Release Date: Aug 14, 2015
Record label: RCA
Genre(s): Pop/Rock, Alternative/Indie Rock, Post-Hardcore, Heavy Metal, Screamo
The Welsh metal unit's fifth studio long-player, the aptly named Venom finds Bullet for My Valentine on the defensive, offering up a meaty and aggressive 11-track set aimed squarely at diffusing some of the concerns that fans voiced upon the release of 2013's uneven Temper Temper. After a short ambient intro, the band wastes little time in getting their hands dirty, digging into the first single "No Way Out" with all the delicacy of a lion pack descending on a broken-legged gazelle. A visceral mix of taut, dueling guitar-monies, old-school thrash propulsion, and a chorus that burrows into your eardrums and lays eggs, it's the perfect opening volley, even though it sets the bar a bit high for what follows.
What do you do when your last two albums have drawn receptions that have been, at the very best, decidedly muted? When you’re sliding down festival bills and the venues you headline are getting smaller? Well, if you’re Welsh metallers Bullet For My Valentine, you go right back to basics. The Bridgend quartet’s fifth studio album cribs from 2005 debut ‘The Poison’ to the extent that it’s even titled ‘Venom’ (see what they did there?). It’s full of all the things that made them a success in the first place, namely, duelling guitars, pounding breakdowns and choruses built for fields full of delirious metalheads to scream along to.
Following up 2013’s largely hopeless Temper Temper was never going to be easy for Bullet for My Valentine. Widely – if somewhat erroneously – viewed as standard-bearers for mainstream UK metal, the Welsh quartet have sensibly returned to the sound that made them such a slick and inoffensive gateway into the metal world for sulky teenagers a decade ago. It would be a little generous to say that Venom repairs all of the damage caused by that laughable Riot video from two years ago, but it does at least suggest that frontman Matt Tuck has embraced heavy metal in its bombastic entirety again.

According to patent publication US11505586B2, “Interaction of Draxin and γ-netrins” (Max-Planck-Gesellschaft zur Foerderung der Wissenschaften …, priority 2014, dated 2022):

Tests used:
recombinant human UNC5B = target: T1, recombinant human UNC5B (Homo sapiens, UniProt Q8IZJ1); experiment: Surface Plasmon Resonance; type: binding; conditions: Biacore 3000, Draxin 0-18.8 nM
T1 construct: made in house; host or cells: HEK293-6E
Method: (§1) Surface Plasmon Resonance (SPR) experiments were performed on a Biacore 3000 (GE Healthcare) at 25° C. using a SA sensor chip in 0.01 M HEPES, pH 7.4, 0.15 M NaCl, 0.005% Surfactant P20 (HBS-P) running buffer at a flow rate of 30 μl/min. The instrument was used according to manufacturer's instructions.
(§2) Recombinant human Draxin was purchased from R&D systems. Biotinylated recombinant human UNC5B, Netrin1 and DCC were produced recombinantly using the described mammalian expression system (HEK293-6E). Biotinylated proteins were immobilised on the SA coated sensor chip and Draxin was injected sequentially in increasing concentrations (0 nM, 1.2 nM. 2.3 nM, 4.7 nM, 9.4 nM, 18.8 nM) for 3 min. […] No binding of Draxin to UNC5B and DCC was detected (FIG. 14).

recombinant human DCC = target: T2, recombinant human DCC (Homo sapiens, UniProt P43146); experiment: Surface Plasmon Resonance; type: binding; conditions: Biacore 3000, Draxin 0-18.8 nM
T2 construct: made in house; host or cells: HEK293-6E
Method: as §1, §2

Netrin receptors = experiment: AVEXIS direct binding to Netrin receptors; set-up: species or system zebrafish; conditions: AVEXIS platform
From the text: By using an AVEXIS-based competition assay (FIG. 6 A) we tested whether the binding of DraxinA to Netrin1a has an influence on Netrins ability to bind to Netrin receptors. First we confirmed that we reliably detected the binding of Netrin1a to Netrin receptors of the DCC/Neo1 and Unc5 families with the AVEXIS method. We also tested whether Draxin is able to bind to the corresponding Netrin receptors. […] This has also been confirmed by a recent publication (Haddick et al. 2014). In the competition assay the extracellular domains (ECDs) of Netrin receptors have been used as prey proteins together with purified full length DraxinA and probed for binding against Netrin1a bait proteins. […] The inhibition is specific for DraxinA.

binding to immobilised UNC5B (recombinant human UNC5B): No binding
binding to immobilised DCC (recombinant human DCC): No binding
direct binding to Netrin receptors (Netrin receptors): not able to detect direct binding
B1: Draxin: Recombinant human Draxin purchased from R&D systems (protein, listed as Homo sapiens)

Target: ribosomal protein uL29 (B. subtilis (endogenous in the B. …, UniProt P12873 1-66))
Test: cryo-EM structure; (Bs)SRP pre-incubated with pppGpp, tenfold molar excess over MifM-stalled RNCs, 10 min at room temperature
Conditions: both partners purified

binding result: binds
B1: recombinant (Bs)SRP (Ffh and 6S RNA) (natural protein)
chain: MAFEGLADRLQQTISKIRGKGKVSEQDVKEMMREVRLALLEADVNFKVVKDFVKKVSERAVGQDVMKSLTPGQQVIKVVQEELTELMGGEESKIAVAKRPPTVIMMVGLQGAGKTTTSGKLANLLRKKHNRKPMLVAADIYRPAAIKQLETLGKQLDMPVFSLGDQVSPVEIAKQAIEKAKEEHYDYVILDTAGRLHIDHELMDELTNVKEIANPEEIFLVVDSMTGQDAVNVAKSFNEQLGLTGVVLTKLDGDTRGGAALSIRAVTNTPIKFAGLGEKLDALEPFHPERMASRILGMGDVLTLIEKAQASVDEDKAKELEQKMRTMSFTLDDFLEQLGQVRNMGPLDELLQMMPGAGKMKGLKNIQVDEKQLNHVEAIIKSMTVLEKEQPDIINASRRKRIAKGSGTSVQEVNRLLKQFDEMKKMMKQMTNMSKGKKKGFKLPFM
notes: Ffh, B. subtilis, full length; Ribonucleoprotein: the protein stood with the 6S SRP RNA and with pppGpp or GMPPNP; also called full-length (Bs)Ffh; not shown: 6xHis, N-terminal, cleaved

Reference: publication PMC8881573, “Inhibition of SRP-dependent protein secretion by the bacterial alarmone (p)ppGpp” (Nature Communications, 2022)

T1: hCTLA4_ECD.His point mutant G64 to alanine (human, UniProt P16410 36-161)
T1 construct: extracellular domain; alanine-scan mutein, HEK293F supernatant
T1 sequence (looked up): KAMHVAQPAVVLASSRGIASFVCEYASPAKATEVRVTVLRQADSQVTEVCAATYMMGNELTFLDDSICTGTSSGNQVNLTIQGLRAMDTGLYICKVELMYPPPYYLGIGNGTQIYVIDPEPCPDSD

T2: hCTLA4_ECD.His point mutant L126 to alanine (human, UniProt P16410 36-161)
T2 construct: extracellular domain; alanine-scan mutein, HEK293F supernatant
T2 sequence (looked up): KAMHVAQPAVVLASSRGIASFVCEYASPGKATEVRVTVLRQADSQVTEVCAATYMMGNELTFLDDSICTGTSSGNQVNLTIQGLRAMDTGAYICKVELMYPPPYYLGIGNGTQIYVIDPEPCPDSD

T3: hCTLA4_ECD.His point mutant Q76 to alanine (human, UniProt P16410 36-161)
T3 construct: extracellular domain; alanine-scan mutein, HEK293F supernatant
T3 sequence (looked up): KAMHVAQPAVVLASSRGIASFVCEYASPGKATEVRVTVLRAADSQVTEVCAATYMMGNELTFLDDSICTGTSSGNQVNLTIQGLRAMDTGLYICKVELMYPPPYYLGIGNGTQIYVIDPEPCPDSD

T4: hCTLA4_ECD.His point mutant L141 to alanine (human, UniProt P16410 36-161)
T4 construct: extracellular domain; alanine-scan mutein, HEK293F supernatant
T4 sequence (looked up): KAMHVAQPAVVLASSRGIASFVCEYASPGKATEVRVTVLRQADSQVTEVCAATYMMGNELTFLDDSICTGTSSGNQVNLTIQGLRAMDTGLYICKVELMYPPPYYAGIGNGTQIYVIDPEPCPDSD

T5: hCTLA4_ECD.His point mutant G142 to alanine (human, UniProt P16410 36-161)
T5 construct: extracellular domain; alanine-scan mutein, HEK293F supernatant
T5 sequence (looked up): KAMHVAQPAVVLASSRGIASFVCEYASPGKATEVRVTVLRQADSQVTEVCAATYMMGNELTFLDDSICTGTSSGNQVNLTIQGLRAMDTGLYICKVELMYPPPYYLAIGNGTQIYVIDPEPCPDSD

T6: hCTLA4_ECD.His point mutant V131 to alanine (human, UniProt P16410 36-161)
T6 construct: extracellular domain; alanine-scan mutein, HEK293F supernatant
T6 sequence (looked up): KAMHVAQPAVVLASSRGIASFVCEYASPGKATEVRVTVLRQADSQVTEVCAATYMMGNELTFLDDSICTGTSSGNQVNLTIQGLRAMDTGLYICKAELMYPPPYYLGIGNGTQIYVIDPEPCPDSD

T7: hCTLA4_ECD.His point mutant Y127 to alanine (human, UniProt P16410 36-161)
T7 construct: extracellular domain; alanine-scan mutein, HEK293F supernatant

The fallout from the "New Wave of (American) Heavy Metal" is still around. When the nu metal-killing strain proved successful, major labels picked up talent (or, in some cases, "talent") left and right, and while many of the wise decisions, such as Lamb of God and Killswitch Engage, are still putting out quality material, many of the labels are stuck with what's left. Which brings us to Bullet For My Valentine.In a move that could be a nod to their debut full-length The Poison, the Welsh crew entitled their fifth LP Venom, but that's pretty well where the similarities end.
With their second record, 2008’s ‘Scream Aim Fire’, Bullet for My Valentine positioned themselves on the cusp of true metal heavyweight status; in the years since, they’ve clinched it - arena tours and genuinely impressive sales figures from the States, which run well into the millions and saw a top three chart debut for 2010 follow up, ‘Fever’; but you wonder whether it’s come at the cost of any real musical progression. ‘Fever’ failed to diverge notably from the sound that drove ‘Scream Aim Fire’, but that was fine by both their fanbase and the critics; it remained sonically unforgiving and structurally tight. Their last album, though, ‘Temper Temper’ felt sterile; the aggression seemed rehearsed, and too often it flirted with a descent from actual metal to an arena-oriented hard rock sound.